The Canada Act 1982 (1982 c. 11) is an Act of Parliament passed by the British Parliament that severed all remaining legislative dependence of Canada on the United Kingdom, in a process known as "patriation". It contains the text of the Constitution Act, 1982, in both of Canada's official languages, in Schedule B, and a translation of the main body into French in Schedule A, making it the first Act of Parliament from Great Britain since the middle ages to be passed in French.
Canada's road to political self government began with the British North America Act, 1867 (now called in Canada the "Constitution Act, 1867," although it is still often referred to by its British name, or simply the "BNA Act"). This act created the modern state of Canada by combining the Province of Canada (now Ontario and Quebec), Nova Scotia, and New Brunswick into a dominion within the British Empire. From this Canada adopted a Westminster style government with a Parliament. A Governor General fulfilled the constitutional duties of the British Sovereign on Canadian soil.
Despite this, the United Kingdom still had the power to legislate for Canada. The Statute of Westminster 1931 removed this power of the British Parliament for Canada, as well as the other British Dominions (Australia, the Irish Free State, New Zealand, the Union of South Africa, and the Dominion of Newfoundland), save where the Dominion consented to Imperial legislation. Also, the British North America (No. 2) Act 1949 was passed by the British Parliament, giving the Canadian Parliament significant constitutional amending powers. However, an Act of the British Parliament was still required to make some amendments in the Canadian constitution.
This delay in patriation of the Canadian constitution was due in large part to the lack of agreement over a mechanism for amending the constitution that would be acceptable to all of the provinces, particularly Quebec.
Aside from some objections from British MPs who protested Canada's past mistreatment of Quebec and Aboriginal peoples (as recalled with frustration by Jean Chrétien in his memoirs Straight from the Heart), there was little opposition from the British government to passing the Act. Through section 2 of the Canada Act 1982, the United Kingdom ended its involvement in further amendments to the Canadian constitution.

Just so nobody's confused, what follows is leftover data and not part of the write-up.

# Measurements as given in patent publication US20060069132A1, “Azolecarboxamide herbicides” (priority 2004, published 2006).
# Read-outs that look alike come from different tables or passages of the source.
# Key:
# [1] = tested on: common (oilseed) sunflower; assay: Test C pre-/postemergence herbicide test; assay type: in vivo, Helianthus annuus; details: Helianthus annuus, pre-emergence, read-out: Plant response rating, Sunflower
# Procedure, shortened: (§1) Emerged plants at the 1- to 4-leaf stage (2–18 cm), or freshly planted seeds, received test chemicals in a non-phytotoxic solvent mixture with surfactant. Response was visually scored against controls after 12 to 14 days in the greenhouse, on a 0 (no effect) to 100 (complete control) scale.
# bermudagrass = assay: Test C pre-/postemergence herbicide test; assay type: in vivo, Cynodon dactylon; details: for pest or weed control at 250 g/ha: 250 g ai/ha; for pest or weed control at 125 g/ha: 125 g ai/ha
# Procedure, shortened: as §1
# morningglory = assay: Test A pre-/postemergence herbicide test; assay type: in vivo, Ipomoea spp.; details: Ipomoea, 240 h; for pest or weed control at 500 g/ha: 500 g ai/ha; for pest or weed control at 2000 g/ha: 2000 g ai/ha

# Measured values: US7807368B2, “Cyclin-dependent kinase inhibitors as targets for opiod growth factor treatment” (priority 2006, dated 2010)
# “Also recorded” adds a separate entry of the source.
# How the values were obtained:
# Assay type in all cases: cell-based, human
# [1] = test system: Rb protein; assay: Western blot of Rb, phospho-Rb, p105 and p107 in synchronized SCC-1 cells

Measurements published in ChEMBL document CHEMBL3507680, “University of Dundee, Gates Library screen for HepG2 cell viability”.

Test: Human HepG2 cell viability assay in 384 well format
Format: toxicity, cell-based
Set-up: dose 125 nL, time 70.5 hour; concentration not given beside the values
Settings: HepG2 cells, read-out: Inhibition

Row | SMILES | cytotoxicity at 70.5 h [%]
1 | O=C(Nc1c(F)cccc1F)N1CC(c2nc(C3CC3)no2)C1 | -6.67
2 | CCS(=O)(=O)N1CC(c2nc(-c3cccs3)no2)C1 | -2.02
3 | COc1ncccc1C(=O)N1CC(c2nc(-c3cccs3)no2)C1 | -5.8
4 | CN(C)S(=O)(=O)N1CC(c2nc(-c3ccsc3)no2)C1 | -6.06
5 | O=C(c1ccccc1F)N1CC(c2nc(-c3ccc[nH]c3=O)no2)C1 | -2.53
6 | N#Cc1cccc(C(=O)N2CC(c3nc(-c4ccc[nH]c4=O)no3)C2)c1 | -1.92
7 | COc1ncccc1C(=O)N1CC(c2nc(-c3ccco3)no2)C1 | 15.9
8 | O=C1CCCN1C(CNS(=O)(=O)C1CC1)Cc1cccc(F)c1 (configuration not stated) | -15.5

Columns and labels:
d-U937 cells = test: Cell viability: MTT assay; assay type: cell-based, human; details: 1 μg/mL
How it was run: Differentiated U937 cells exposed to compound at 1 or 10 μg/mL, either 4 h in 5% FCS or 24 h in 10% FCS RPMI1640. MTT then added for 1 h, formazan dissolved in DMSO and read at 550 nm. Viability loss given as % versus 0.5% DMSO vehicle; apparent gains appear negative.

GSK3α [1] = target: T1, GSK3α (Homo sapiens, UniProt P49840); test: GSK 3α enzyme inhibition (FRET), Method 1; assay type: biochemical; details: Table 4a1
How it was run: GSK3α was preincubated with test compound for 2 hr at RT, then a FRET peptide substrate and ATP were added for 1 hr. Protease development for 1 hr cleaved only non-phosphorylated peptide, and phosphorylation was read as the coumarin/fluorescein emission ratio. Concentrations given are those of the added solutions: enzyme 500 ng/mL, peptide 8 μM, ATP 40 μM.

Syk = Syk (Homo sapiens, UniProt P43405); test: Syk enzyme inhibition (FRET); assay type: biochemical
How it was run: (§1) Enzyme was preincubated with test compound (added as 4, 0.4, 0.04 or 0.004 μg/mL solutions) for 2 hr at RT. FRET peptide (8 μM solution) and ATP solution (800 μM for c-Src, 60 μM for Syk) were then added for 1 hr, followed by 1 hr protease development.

Whilst the Canada Act 1982 received Royal Assent on March 29, 1982 in London, it was not until the Queen came to Canada that the Constitution Act, 1982, its Canadian equivalent, was proclaimed by letters patent as a statutory instrument by the Queen during her presence in Canada.
The Constitution Act 1982 was signed into law by Elizabeth II as Queen of Canada on a rainy April 17, 1982 on Parliament Hill in Ottawa. Queen Elizabeth remains Queen and Head of State of Canada to this day. Her constitutional powers over Canada were not affected by the Act. Canada has full sovereignty over its realm and the Queen's role is separate from her role as the British monarch.
Conservative Majority Government: Implications for the "Investment Canada Act", Foreign Ownership Rules in Telecommunications, and the "Competition Act".
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Conservative Majority Government: Implications For The "Investment Canada Act", Foreign Ownership Rules In Telecommunications, And The "Competition Act".
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